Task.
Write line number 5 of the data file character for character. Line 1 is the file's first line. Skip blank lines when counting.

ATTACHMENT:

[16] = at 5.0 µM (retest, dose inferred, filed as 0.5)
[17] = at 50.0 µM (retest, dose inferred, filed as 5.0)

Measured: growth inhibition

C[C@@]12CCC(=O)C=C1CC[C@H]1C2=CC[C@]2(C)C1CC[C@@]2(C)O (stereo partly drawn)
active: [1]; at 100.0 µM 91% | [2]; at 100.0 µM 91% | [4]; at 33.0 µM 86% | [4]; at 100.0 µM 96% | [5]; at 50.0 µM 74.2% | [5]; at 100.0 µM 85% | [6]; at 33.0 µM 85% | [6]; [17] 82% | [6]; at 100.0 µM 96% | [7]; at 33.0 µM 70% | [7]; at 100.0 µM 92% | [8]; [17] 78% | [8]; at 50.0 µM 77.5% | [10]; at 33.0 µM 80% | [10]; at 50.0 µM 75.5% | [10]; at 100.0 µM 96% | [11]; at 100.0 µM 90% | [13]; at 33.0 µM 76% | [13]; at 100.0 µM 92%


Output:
active: [1]; at 100.0 µM 91% | [2]; at 100.0 µM 91% | [4]; at 33.0 µM 86% | [4]; at 100.0 µM 96% | [5]; at 50.0 µM 74.2% | [5]; at 100.0 µM 85% | [6]; at 33.0 µM 85% | [6]; [17] 82% | [6]; at 100.0 µM 96% | [7]; at 33.0 µM 70% | [7]; at 100.0 µM 92% | [8]; [17] 78% | [8]; at 50.0 µM 77.5% | [10]; at 33.0 µM 80% | [10]; at 50.0 µM 75.5% | [10]; at 100.0 µM 96% | [11]; at 100.0 µM 90% | [13]; at 33.0 µM 76% | [13]; at 100.0 µM 92%